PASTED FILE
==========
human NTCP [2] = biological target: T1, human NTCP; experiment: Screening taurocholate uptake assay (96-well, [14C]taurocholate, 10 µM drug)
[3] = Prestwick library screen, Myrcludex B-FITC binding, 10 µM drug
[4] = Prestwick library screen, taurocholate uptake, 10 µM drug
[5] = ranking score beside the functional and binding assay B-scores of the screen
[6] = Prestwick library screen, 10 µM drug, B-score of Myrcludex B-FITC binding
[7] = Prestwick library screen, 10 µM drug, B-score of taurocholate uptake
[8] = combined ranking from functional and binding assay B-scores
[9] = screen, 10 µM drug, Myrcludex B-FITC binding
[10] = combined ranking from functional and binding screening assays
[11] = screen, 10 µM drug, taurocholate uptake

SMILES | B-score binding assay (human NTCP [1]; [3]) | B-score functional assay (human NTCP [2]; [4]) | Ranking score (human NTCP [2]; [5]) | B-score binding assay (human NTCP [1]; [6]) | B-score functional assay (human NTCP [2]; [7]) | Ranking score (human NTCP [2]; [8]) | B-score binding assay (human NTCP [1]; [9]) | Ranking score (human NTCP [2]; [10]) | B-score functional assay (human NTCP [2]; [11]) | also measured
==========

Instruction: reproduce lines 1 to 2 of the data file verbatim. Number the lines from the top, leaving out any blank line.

human NTCP [2] = biological target: T1, human NTCP; experiment: Screening taurocholate uptake assay (96-well, [14C]taurocholate, 10 µM drug)
[3] = Prestwick library screen, Myrcludex B-FITC binding, 10 µM drug